Newspaper article St Louis Post-Dispatch (MO)

Eggers Novel Takes Not-So-Romantic Trip to Alaskan Frontier

Newspaper article St Louis Post-Dispatch (MO)

Eggers Novel Takes Not-So-Romantic Trip to Alaskan Frontier

Article excerpt

In a rickety RV parked at a rest stop in Alaska, Josie drinks wine from a plastic cup and stares off into the wilderness. She isn't supposed to be here. She's a dentist from Ohio, a single mother with two children sleeping in the RV. Yet here she is, in Alaska "at once the same country but another country ... almost Russia, almost oblivion" with $3,000 in cash and no particular destination.

So Dave Eggers' "Heroes of the Frontier" asks us, what calamity pushes you so far? What disillusionment sends you as far from home as you can travel? And what do you find when you reach that limit?

For Josie, there's little left to lose. After a long and unsatisfying relationship, the deadbeat father of her children is marrying another woman. A malpractice lawsuit has closed her dental practice and left her broke. A beloved patient, Jeremy, has died in Afghanistan after Josie encouraged him to join the Marines with a humanitarian vision of building schools for girls and working on clean water projects. As a teenager, Josie emancipated herself from her parents after they were complicit in a scandal involving Vietnam veterans, and she has no familial ties.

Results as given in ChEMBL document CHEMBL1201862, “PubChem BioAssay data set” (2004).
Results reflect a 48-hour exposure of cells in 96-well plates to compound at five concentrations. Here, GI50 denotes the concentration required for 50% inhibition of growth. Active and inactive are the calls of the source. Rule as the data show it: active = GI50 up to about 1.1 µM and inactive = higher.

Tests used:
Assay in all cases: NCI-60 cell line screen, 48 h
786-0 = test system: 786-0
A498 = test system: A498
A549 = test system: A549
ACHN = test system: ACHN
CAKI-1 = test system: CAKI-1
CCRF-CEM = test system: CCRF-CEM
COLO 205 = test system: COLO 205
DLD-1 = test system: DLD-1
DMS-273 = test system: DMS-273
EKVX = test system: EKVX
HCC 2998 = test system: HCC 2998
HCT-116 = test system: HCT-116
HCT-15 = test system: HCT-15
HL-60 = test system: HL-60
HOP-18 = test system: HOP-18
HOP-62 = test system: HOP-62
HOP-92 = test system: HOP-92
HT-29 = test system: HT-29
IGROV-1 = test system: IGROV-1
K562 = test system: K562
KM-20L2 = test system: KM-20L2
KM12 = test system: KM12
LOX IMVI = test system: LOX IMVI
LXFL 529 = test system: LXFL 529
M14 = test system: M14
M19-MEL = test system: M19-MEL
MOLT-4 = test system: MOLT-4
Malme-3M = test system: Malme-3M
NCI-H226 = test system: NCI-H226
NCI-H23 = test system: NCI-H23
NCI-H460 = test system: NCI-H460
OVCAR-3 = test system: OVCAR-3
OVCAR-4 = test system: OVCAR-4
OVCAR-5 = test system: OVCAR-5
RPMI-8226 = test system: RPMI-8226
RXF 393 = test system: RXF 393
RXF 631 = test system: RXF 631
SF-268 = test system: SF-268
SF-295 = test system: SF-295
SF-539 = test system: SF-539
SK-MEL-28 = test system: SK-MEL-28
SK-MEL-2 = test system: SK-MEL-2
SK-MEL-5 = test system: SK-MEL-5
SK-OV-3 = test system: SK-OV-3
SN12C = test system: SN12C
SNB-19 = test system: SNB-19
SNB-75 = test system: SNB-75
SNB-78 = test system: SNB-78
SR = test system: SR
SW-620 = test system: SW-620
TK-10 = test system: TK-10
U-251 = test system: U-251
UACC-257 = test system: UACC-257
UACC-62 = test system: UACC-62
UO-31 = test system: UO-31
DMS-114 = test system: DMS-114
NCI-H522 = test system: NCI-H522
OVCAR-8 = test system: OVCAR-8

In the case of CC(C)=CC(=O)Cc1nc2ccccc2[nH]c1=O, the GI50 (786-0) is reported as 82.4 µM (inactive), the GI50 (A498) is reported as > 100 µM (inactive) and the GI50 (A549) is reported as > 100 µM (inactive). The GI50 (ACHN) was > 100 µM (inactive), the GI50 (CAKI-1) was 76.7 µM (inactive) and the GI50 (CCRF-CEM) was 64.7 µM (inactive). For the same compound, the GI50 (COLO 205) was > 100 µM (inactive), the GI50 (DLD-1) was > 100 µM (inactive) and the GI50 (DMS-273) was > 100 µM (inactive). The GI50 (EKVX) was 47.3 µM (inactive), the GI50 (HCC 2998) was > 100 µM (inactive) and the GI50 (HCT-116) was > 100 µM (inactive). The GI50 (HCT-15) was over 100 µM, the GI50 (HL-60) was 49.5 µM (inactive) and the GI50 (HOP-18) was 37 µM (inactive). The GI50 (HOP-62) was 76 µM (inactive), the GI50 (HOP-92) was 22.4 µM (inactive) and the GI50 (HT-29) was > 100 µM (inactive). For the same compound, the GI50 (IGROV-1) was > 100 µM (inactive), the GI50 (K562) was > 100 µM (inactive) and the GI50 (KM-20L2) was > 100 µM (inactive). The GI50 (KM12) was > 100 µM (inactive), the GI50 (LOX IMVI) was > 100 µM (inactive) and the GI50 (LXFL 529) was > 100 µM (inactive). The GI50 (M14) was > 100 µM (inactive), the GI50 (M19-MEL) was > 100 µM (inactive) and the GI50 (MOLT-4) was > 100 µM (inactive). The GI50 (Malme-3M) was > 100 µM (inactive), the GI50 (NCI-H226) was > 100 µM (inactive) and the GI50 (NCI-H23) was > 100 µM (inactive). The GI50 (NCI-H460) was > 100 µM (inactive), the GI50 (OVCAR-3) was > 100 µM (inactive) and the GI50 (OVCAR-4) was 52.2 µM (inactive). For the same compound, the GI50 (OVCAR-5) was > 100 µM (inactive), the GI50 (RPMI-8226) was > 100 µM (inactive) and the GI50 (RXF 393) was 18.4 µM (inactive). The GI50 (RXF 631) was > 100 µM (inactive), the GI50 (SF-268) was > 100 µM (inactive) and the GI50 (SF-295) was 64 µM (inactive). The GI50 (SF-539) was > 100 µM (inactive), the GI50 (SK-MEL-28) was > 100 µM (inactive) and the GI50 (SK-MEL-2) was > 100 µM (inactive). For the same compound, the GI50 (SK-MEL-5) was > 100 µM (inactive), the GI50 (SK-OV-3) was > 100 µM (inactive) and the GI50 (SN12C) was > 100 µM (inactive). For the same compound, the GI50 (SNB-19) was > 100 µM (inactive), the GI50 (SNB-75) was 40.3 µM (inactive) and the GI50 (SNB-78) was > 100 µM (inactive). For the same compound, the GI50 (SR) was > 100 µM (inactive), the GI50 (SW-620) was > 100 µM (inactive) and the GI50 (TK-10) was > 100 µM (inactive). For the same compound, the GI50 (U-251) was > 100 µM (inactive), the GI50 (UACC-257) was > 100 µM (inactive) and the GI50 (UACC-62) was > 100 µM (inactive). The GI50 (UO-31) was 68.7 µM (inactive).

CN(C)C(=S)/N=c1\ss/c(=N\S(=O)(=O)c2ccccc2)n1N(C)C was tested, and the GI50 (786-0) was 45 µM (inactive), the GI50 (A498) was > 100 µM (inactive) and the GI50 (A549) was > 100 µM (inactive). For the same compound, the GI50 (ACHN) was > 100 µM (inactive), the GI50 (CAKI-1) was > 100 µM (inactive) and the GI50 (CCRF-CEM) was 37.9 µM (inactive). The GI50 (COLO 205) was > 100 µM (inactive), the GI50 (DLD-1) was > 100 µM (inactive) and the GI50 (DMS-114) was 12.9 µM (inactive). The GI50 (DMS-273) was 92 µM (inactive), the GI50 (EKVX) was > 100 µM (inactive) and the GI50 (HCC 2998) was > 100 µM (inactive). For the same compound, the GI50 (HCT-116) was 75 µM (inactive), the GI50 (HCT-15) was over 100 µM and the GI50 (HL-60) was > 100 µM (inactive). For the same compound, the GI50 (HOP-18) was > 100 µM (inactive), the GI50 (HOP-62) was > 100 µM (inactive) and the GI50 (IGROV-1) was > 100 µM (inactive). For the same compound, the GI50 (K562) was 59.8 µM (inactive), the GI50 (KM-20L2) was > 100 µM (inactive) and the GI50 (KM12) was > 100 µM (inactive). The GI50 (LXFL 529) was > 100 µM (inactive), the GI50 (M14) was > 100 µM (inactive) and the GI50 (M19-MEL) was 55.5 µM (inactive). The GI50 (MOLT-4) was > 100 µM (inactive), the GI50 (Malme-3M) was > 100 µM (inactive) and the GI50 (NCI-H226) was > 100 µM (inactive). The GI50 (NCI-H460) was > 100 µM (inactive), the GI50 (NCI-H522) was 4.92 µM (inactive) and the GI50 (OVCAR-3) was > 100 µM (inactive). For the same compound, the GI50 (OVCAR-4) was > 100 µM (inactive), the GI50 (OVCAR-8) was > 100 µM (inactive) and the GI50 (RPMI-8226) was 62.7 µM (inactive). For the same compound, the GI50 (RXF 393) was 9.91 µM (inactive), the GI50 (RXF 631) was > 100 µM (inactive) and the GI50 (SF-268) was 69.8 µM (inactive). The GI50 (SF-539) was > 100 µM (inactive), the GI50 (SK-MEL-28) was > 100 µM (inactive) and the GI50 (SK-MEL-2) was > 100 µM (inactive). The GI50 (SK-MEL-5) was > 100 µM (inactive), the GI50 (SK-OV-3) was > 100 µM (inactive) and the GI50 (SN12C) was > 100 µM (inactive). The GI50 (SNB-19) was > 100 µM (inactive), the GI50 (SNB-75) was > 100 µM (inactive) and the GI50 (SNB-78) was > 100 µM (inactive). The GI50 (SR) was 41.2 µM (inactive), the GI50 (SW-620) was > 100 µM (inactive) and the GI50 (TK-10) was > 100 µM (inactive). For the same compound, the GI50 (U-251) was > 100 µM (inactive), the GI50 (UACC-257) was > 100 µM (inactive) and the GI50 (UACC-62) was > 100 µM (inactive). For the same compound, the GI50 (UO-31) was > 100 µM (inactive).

Josie's only confidants and companions are her children, the angel and demon sitting on either shoulder. Ana is a destructive 5- year-old with a love of Darth Vader and Batman and a mess of red curls the kind of holy terror who rips the towel rack off the wall when left unattended in the bathroom. Paul, 8, is the "ice priest," a gentle, protective old soul who tells stories to placate his sister and helps his mother navigate.

Home simply and repeatedly identified as Ohio is Midwestern, fly-over nowhere, a symbol of America at its most mundane. "Ohio, birthplace to most of the country's presidents, was now home to most of its assholes."

The violence of Afghanistan and Vietnam is juxtaposed with the "polite, muted violence" of an aggressively liberal, competitive middle-class culture. Women drive angrily to yoga, dying patients sue dentists for millions they won't live to receive, and helicopter parents cast judgment for every missed recital and PTA meeting. There's a page-long rant against Whole Foods, that "ivy-covered organic grocery begun by a libertarian megalomaniac" where people "rushed from their cars, half-livid, to buy havarti and prosecco and veggie burgers. …

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